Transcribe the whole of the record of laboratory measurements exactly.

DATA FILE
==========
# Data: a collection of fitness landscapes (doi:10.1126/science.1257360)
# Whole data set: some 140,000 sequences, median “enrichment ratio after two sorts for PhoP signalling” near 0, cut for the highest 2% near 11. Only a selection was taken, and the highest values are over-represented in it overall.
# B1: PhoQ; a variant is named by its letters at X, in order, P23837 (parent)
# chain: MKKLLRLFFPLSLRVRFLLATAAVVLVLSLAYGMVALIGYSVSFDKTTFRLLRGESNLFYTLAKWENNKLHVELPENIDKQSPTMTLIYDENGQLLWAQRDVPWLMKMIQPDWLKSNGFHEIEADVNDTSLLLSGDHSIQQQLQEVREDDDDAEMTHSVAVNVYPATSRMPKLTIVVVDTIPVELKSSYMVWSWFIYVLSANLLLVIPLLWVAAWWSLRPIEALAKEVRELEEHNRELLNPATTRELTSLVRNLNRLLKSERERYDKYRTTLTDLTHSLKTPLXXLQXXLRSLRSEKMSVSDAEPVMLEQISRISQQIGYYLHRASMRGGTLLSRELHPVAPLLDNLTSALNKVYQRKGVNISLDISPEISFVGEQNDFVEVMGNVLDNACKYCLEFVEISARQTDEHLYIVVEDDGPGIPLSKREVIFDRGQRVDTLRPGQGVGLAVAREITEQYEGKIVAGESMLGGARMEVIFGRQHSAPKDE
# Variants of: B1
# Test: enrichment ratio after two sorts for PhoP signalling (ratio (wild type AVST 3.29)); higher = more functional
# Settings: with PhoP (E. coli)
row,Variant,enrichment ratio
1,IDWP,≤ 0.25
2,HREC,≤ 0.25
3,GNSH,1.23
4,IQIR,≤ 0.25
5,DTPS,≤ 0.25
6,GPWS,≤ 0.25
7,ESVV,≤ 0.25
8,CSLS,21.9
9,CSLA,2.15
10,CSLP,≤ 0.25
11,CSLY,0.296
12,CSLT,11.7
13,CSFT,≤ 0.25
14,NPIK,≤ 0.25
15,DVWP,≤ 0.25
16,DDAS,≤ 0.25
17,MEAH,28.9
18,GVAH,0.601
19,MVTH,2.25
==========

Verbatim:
# Data: a collection of fitness landscapes (doi:10.1126/science.1257360)
# Whole data set: some 140,000 sequences, median “enrichment ratio after two sorts for PhoP signalling” near 0, cut for the highest 2% near 11. Only a selection was taken, and the highest values are over-represented in it overall.
# B1: PhoQ; a variant is named by its letters at X, in order, P23837 (parent)
# chain: MKKLLRLFFPLSLRVRFLLATAAVVLVLSLAYGMVALIGYSVSFDKTTFRLLRGESNLFYTLAKWENNKLHVELPENIDKQSPTMTLIYDENGQLLWAQRDVPWLMKMIQPDWLKSNGFHEIEADVNDTSLLLSGDHSIQQQLQEVREDDDDAEMTHSVAVNVYPATSRMPKLTIVVVDTIPVELKSSYMVWSWFIYVLSANLLLVIPLLWVAAWWSLRPIEALAKEVRELEEHNRELLNPATTRELTSLVRNLNRLLKSERERYDKYRTTLTDLTHSLKTPLXXLQXXLRSLRSEKMSVSDAEPVMLEQISRISQQIGYYLHRASMRGGTLLSRELHPVAPLLDNLTSALNKVYQRKGVNISLDISPEISFVGEQNDFVEVMGNVLDNACKYCLEFVEISARQTDEHLYIVVEDDGPGIPLSKREVIFDRGQRVDTLRPGQGVGLAVAREITEQYEGKIVAGESMLGGARMEVIFGRQHSAPKDE
# Variants of: B1
# Test: enrichment ratio after two sorts for PhoP signalling (ratio (wild type AVST 3.29)); higher = more functional
# Settings: with PhoP (E. coli)
row,Variant,enrichment ratio
1,IDWP,≤ 0.25
2,HREC,≤ 0.25
3,GNSH,1.23
4,IQIR,≤ 0.25
5,DTPS,≤ 0.25
6,GPWS,≤ 0.25
7,ESVV,≤ 0.25
8,CSLS,21.9
9,CSLA,2.15
10,CSLP,≤ 0.25
11,CSLY,0.296
12,CSLT,11.7
13,CSFT,≤ 0.25
14,NPIK,≤ 0.25
15,DVWP,≤ 0.25
16,DDAS,≤ 0.25
17,MEAH,28.9
18,GVAH,0.601
19,MVTH,2.25